To begin with, campaigning doesn’t stop in the US. Its intensity ebbs and flows each year yet candidates, campaigns, and advocacy groups serious about winning continuously organise and deliver their message(s) relentlessly to their target populations. Elections are not won in classic campaign periods two, four, or even six months before an election. Elections are won in between campaigns via sustained, long-term interactive relationships with voters and constituents. These are the trusted messengers that will organise on your behalf and swing public opinion come election time. The run-off Senate elections in Georgia earlier this year are instructive in this regard. Both historic victories were a result of continuous, localised organising, voter registration, and momentum building by Stacey Abrams and others. Too often, political parties and candidates turn off between elections in Africa, switching back on only in the crunch time of an election. These campaigns try and persuade citizens to support them without relational foundations. This can be especially fatal for opposition parties and candidates, who don’t have the inherent public presence an incumbent commands.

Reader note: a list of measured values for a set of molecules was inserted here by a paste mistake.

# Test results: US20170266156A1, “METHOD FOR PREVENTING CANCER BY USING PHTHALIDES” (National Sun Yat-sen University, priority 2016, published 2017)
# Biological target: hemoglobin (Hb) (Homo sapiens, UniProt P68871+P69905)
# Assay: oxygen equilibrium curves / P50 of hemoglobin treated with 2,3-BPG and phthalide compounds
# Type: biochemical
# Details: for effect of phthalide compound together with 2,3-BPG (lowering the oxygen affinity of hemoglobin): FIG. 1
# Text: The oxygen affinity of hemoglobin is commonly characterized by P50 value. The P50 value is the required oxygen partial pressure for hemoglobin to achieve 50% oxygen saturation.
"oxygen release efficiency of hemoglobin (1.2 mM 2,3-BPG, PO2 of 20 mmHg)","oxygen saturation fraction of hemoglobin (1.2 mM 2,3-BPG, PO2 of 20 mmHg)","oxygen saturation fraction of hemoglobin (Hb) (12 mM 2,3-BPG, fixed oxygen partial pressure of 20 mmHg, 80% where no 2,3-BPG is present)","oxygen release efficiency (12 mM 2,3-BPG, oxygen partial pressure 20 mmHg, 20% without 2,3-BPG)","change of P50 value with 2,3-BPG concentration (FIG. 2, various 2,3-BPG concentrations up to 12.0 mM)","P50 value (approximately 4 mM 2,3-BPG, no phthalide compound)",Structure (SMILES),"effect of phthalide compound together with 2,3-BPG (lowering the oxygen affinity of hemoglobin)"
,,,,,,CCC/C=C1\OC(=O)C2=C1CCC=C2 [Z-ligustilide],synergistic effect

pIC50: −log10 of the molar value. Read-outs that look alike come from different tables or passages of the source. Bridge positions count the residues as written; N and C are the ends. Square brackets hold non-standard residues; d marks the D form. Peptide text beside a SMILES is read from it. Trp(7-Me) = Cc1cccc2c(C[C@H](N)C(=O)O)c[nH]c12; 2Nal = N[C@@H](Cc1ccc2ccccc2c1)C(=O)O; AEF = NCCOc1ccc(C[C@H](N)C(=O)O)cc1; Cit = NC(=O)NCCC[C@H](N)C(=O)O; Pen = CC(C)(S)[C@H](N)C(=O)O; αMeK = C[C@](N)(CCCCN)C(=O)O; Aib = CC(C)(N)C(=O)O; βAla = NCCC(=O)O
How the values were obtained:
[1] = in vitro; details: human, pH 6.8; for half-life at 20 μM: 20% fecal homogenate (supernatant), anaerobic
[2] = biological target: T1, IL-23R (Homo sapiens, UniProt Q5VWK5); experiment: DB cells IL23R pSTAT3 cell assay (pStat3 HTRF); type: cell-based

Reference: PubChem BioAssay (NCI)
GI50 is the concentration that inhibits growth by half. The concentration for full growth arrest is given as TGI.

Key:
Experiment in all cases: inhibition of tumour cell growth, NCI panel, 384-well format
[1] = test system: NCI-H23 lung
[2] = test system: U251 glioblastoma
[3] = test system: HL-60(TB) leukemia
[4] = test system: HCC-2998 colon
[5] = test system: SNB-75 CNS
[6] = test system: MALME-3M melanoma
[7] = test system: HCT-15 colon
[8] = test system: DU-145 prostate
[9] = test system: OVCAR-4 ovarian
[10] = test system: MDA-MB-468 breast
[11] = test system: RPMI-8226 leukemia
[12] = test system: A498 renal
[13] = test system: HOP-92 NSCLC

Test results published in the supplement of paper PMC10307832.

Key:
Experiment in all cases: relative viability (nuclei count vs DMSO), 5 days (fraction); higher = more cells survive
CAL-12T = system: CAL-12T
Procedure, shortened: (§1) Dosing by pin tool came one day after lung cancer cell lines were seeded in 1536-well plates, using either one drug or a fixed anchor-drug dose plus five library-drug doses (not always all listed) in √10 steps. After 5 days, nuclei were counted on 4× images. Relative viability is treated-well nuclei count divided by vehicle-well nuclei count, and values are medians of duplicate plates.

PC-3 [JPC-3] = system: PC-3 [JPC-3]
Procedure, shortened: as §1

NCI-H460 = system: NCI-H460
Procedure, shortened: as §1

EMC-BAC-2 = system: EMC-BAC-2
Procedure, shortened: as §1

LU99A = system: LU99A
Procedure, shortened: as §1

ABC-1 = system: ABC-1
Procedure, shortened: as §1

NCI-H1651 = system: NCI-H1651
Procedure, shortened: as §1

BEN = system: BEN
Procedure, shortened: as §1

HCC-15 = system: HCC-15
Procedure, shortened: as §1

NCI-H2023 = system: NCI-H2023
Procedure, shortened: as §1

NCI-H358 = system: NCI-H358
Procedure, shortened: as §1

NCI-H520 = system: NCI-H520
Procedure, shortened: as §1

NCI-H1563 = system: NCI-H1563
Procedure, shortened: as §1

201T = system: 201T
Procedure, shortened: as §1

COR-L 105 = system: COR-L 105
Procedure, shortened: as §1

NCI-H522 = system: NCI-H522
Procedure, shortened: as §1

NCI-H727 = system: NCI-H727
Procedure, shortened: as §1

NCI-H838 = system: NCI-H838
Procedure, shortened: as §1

An immediate reaction may be that African parties just don’t have the resources to traditionally campaign, let alone in-between elections. Again though, this fails to recognise the need to get the fundamental basics right. Yes, the money channelled towards campaigns in America is immense and unmatched worldwide. Yet, African political parties and candidates can raise sufficient funds for an effective, sustained campaign in Africa. Successful US political campaigns — as well as successful campaigns worldwide — prioritise fundraising in order to execute these sustained campaigning and organising efforts.